Big Challenges with Unstructured Information

I had the honor of organizing a panel at the Createasphere Digital Asset Management Event in Beverly Hills late last month. Apart from the niceness of the Beverly Hilton (Trader Vic’s, the bar by the pool, really gives you that 60ies Hollywood feeling) the real cool thing about the panel was that Robin Harris, a.k.a. StorageMojo, accepted our invitation to moderate the panel.

Robin kicked off with his great vision of how the Universe hates your data. I love how that line captures that indeed anything and everything out there will continuously be trying to destroy your data: “entropy refers to the inherent tendency for any organized system to disorder”. Our data is – or should be – highly organized, so we have to put energy into it to do that (read more about StorageMojo’s “the Universe Hates your Data” thesis here and read more interesting StorageMojo stuff here).

I saw this as a first call for object storage: it takes a lot of energy to keep your data organized in a file system (since it forces you to organize your data by folder, sub-folder, etc). Applications that talk directly to the storage through an object interface can do that for you. It may seem counter-intuitive that one large pool of unorganized files is a much easier way to keep your data organized than a well-organized file system. It just requires a lot of maintenance for a file system to stay organized (and scale). Object storage is just a big-bucket that scales a lot more easily and it’s a lot more straightforward and less time-consuming to add the logic of keeping the data organized to the application.

Robin terminated his first session with some Big Data types, including Big Science, Big Entertainment, Big Streams and Big Business. Big Data is all about variety, volume and velocity of data. After this, I gave a quick overview on the analogy between Big Data for Analytics and Big Unstructured Data as discussed here.

The title of the panel was “Big Challenges with Unstructured Information”; the objective was to demonstrate how data created in many organizations has moved past terabytes and into the petabyte scale, and how to determine the best way to store, manage and analyze all this information turning it into logic and profit.

For this purpose I had selected a panel that represented the full Big Data stack: a user, an application provider, a data transfer provider, a storage provider.

David Sugg of Warner Bros. did a brief talk about the end-user’s view on the growing data sets. He dug into the massive Volumes of data he has to deal with at Warner Bros. and the challenges he has to make the data available with the required Velocity.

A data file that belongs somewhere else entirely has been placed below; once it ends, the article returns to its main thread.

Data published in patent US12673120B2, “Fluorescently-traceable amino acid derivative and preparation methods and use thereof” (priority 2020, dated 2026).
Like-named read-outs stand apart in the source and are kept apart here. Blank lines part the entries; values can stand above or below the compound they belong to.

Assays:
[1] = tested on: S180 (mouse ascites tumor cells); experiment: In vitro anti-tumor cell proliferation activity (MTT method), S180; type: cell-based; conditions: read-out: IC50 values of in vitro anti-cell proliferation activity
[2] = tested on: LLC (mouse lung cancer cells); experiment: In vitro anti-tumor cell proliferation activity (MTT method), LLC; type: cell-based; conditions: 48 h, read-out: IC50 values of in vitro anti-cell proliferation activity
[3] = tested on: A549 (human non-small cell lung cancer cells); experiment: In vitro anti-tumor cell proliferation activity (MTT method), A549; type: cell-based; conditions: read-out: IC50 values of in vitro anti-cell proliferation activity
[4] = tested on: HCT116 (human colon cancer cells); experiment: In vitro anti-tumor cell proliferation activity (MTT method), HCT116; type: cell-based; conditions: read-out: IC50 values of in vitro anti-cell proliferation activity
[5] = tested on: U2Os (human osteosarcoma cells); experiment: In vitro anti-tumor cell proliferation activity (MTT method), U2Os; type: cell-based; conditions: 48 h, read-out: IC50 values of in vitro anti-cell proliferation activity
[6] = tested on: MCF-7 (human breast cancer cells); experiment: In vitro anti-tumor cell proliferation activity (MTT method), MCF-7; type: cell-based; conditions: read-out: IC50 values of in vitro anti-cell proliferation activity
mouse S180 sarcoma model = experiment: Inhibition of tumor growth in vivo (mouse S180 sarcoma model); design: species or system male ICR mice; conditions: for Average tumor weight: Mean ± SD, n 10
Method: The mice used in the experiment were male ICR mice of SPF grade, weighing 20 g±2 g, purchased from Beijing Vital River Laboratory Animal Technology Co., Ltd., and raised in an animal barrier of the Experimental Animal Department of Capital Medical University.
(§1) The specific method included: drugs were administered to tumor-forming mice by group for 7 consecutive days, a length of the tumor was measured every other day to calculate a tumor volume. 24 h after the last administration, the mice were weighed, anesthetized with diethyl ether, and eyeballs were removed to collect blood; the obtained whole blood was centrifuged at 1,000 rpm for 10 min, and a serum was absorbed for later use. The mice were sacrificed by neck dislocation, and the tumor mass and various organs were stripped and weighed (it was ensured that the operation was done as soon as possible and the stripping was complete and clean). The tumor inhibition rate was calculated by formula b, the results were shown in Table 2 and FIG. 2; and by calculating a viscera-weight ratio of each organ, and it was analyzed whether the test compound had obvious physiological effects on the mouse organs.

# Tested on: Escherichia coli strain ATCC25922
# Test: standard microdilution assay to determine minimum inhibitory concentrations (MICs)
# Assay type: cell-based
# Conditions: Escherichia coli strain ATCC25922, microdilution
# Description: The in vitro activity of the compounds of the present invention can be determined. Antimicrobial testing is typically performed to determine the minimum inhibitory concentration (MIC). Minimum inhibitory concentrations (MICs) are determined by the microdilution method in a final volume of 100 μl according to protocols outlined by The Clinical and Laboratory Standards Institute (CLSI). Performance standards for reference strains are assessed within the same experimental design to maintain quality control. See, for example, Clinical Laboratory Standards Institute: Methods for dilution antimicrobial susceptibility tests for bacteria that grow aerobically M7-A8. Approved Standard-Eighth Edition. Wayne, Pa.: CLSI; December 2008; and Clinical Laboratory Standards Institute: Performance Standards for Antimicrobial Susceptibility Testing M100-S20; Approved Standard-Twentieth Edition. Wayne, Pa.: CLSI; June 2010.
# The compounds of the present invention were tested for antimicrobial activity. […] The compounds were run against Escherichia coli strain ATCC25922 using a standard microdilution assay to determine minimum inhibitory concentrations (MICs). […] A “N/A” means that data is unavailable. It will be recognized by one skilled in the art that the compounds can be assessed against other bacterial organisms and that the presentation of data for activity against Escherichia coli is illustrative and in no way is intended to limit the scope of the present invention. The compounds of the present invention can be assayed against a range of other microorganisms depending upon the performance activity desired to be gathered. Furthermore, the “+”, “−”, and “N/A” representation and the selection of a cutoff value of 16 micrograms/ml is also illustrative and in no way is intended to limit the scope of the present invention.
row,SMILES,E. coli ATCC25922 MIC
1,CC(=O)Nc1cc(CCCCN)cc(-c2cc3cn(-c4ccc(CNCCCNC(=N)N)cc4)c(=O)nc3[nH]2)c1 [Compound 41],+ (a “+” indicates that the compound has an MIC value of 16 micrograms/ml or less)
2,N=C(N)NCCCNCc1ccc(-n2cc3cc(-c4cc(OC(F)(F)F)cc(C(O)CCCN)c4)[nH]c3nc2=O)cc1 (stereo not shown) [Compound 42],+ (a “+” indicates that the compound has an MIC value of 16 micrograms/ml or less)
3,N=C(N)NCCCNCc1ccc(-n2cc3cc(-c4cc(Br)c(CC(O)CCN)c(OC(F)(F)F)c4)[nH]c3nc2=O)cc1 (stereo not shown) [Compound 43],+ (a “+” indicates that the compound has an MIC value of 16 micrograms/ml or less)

Fernando Mesa of MarkLogic added Variety and Complexity to this, with which we had covered the 3 main characteristics of Big Data only halfway the session.

Big Data is:

* Volume of internal and external data

* Velocity of data coming in and the speed of analysis required

* Variety of formats and sources of information, external and internal

* Complexity of meaning, context and structure.

Next up was Doug Davis of BitSpeed to inform us on the latest and greatest of fast data movement. They have some pretty interesting technology and explained how they try to solve the fact that Bandwidth is growing according to Moore’s law, but digital data is growing much faster.

No surprise, my session tackled the benefits of Object Storage to store these large volumes of data file systems. File systems will not scale sufficiently and actually become obsolete as applications will take over the role of the file system. We need scalable, efficient and durable object storage that provide a REST API through which the applications can interface directly with the storage. More about this here.

After the lightning pitches, it was time for the panel, which Robin Harris opened by inviting David to challenge the vendors in the panel. I was happy to be vendor of choice. Here is a short abstract of the conversation, the tone was all friendly and the topic was similar to Storagebod’s post, which you can read here.

(the conversations have been shortened a lot, I’m just trying to provide the essence)

Isn’t Object Storage just a science project? I don’t think the file system can ever go away.

Well, there is a small bookstore called Amazon that has been pretty successful with their object storage based online storage service.

StorageMojo added to this that AWS are  storing about 600 billion objects today (this site says it is already 762 billion files)

Yes, I have used it as well, but that service is so slow. There is no way that their latency will ever be acceptable in our industry. We need speeds of up to 750 MB/s

Well, that’s exactly why your industry needs to invest in building on premise infrastructures. At that point I invited Paul Speciale, VP Products at Amplidata, to shed a light on throughput performance of AmpliStor, our object storage system:

AmpliStor is based on a scale-out architecture, which also enables the ability scale-out performance with the addition of multiple Controllers, all sharing the storage pool. Each Controller can individually deliver 10GbE full bandwidth of aggregate throughput, when matched up with at least 16 AmpliStor Storage Nodes (containing a total of 160 SATA spindles). So a system with 10 controllers would therefore scale to provide 100 GbE bandwidth.

That sounds interesting, but what about the applications? There are no applications that support Object Storage

Not yet and for that purpose, object storage in the M&E industry will for as a transitionary step require a file system layer between the application and the storage, but eventually, as is the case with all the online cloud applications, the file system will become obsolete.


~ by tomleyden on March 5, 2012.

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